Learning by Design: Crafting the Knowledge Processes to Enable Pre-service Secondary Teachers to Design Authentic Learning

  • Helen CD McCarthyEmail author
Part of the Multilingual Education book series (MULT, volume 30)


It has been my experience working with university pre-service secondary teachers that some science, engineering, technology and mathematics (STEM) students are sceptical of having to study literacy units within their degree. Their reasoning is that there is no purpose for learning the teaching of literacy as they are far more concerned with honing their STEM subject content knowledge. This chapter will draw on the experiences of first-year secondary students who learned to apply a pedagogy of knowledge processes (Cope B, Kalantzis M: Pedagog Int J 4(3):164–195, 2009) or things you do to know. Knowledge processes are an activity type that represent a distinct way of making content knowledge by oscillating and weaving pedagogical repertoires (Freebody P, Luke A: Literacy as engaging with new forms of life: the four resources model. In: Anstey M, Bull G (eds) The literacy Lexicon, (2nd ed.). Pearson, Sydney, pp 51–66, 2003), including multimodal multiliteracies intentionally designed to help students to understand what they need to do in this world in order to know (Kalantzis and Cope, Literacies. Cambridge University Press, Cambridge, 2012). The point of sharing the pre-service students’ testimonies is to reveal the transformatory processes they moved through: from healthy scepticism to openly revealing how the new order multimodal multiliteracies (The New London Group: Harv Educ Rev 66(1):60–92, 1996) had an impact on their capacity to develop engaging and authentic literacy pedagogies in ways they had not previously imagined.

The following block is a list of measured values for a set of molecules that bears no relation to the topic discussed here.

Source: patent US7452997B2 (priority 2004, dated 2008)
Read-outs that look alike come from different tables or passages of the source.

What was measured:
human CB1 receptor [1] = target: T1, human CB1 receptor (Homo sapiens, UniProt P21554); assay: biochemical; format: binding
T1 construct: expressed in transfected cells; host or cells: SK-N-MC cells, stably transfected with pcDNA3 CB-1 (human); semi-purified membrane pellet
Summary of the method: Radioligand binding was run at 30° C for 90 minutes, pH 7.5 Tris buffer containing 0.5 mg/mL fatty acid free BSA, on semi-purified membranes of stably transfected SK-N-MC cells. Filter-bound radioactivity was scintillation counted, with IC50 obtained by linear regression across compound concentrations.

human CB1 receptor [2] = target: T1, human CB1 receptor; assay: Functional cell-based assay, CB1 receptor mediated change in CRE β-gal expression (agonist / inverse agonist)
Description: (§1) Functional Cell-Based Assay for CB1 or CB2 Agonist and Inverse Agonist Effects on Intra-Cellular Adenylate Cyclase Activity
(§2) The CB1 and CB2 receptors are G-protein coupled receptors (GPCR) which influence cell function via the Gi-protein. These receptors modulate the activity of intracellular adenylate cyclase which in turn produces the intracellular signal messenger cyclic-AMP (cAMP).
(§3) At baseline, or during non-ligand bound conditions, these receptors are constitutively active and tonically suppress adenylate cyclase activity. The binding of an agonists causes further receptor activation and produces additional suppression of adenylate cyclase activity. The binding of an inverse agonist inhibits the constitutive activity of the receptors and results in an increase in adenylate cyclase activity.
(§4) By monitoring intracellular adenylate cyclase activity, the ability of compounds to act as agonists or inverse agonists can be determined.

Multiliteracies, Learning by Design, Multimodality, Knowledge processes 


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© Springer Nature Switzerland AG 2019

Authors and Affiliations

  1. 1.School of EducationCurtin UniversityPerthAustralia

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